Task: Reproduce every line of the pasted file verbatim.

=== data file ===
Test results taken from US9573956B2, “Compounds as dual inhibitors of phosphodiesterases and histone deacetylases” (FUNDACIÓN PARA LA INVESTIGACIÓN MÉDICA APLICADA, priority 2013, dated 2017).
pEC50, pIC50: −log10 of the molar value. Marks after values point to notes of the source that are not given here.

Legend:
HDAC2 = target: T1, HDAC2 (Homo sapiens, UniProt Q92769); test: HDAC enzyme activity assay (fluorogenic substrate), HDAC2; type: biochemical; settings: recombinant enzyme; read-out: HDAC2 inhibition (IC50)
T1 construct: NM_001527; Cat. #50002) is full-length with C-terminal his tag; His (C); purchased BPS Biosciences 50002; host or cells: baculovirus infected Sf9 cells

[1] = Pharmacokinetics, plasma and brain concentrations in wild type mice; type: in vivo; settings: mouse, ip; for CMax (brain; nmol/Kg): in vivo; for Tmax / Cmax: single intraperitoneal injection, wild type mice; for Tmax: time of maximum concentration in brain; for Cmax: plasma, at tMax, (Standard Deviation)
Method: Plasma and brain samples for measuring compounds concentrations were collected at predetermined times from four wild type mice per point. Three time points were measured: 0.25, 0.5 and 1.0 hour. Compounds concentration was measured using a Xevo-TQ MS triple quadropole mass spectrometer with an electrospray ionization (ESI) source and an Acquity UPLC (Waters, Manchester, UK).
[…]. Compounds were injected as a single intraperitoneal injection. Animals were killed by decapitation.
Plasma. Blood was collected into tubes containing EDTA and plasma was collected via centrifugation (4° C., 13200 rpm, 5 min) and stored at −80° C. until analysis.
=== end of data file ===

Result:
Test results taken from US9573956B2, “Compounds as dual inhibitors of phosphodiesterases and histone deacetylases” (FUNDACIÓN PARA LA INVESTIGACIÓN MÉDICA APLICADA, priority 2013, dated 2017).
pEC50, pIC50: −log10 of the molar value. Marks after values point to notes of the source that are not given here.

Legend:
HDAC2 = target: T1, HDAC2 (Homo sapiens, UniProt Q92769); test: HDAC enzyme activity assay (fluorogenic substrate), HDAC2; type: biochemical; settings: recombinant enzyme; read-out: HDAC2 inhibition (IC50)
T1 construct: NM_001527; Cat. #50002) is full-length with C-terminal his tag; His (C); purchased BPS Biosciences 50002; host or cells: baculovirus infected Sf9 cells

[1] = Pharmacokinetics, plasma and brain concentrations in wild type mice; type: in vivo; settings: mouse, ip; for CMax (brain; nmol/Kg): in vivo; for Tmax / Cmax: single intraperitoneal injection, wild type mice; for Tmax: time of maximum concentration in brain; for Cmax: plasma, at tMax, (Standard Deviation)
Method: Plasma and brain samples for measuring compounds concentrations were collected at predetermined times from four wild type mice per point. Three time points were measured: 0.25, 0.5 and 1.0 hour. Compounds concentration was measured using a Xevo-TQ MS triple quadropole mass spectrometer with an electrospray ionization (ESI) source and an Acquity UPLC (Waters, Manchester, UK).
[…]. Compounds were injected as a single intraperitoneal injection. Animals were killed by decapitation.
Plasma. Blood was collected into tubes containing EDTA and plasma was collected via centrifugation (4° C., 13200 rpm, 5 min) and stored at −80° C. until analysis.